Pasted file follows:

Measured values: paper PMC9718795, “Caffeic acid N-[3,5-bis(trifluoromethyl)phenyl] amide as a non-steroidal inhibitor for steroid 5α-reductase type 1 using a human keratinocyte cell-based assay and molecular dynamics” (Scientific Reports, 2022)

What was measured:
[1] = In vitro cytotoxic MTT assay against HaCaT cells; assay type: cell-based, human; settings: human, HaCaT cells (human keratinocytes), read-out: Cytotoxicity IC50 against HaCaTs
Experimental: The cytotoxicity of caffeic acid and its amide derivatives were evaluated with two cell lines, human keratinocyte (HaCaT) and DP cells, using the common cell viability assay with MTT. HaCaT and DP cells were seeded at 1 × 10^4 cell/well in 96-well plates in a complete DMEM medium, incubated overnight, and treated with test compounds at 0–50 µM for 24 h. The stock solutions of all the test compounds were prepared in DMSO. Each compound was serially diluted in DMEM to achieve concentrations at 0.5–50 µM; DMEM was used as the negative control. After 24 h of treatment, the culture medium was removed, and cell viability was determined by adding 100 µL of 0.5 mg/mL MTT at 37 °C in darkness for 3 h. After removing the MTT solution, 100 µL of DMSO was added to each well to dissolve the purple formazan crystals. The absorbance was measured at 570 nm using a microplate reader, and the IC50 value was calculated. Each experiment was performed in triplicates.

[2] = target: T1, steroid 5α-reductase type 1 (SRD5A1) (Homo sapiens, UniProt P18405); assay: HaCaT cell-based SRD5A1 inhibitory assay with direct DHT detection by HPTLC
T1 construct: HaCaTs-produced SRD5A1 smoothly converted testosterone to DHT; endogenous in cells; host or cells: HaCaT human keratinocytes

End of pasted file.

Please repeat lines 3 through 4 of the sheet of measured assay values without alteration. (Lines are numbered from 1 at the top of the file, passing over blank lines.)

[1] = In vitro cytotoxic MTT assay against HaCaT cells; assay type: cell-based, human; settings: human, HaCaT cells (human keratinocytes), read-out: Cytotoxicity IC50 against HaCaTs
Experimental: The cytotoxicity of caffeic acid and its amide derivatives were evaluated with two cell lines, human keratinocyte (HaCaT) and DP cells, using the common cell viability assay with MTT. HaCaT and DP cells were seeded at 1 × 10^4 cell/well in 96-well plates in a complete DMEM medium, incubated overnight, and treated with test compounds at 0–50 µM for 24 h. The stock solutions of all the test compounds were prepared in DMSO. Each compound was serially diluted in DMEM to achieve concentrations at 0.5–50 µM; DMEM was used as the negative control. After 24 h of treatment, the culture medium was removed, and cell viability was determined by adding 100 µL of 0.5 mg/mL MTT at 37 °C in darkness for 3 h. After removing the MTT solution, 100 µL of DMSO was added to each well to dissolve the purple formazan crystals. The absorbance was measured at 570 nm using a microplate reader, and the IC50 value was calculated. Each experiment was performed in triplicates.